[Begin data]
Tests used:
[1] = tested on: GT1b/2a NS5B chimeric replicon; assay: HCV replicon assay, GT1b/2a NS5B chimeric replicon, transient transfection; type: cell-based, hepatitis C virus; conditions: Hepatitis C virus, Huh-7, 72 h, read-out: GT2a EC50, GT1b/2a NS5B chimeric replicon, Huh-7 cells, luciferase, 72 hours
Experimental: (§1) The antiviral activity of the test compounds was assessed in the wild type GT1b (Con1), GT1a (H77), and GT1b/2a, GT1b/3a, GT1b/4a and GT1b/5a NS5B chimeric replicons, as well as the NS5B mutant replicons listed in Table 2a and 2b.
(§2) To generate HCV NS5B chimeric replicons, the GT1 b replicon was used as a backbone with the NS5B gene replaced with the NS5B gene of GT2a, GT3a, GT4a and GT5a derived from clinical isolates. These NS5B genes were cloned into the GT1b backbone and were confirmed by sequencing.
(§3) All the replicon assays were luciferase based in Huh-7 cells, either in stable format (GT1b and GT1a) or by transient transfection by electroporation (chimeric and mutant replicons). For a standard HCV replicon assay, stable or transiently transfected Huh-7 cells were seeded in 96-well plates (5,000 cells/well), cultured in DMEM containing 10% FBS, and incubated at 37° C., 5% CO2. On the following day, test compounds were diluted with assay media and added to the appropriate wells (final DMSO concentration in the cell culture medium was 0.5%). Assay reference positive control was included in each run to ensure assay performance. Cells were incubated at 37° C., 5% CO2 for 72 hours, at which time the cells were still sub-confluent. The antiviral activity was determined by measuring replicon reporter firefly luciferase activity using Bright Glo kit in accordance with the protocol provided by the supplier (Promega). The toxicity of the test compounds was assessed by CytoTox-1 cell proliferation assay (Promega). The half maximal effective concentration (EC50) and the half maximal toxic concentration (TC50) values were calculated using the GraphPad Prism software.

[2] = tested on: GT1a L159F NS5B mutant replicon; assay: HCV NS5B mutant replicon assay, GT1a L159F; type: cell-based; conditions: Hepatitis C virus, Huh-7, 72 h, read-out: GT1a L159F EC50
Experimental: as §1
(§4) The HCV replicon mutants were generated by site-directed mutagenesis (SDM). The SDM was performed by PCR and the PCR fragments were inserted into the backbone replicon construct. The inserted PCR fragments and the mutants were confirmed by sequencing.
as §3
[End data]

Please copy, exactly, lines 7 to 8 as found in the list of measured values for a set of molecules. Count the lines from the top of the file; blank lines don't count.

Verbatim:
Experimental: as §1
(§4) The HCV replicon mutants were generated by site-directed mutagenesis (SDM). The SDM was performed by PCR and the PCR fragments were inserted into the backbone replicon construct. The inserted PCR fragments and the mutants were confirmed by sequencing.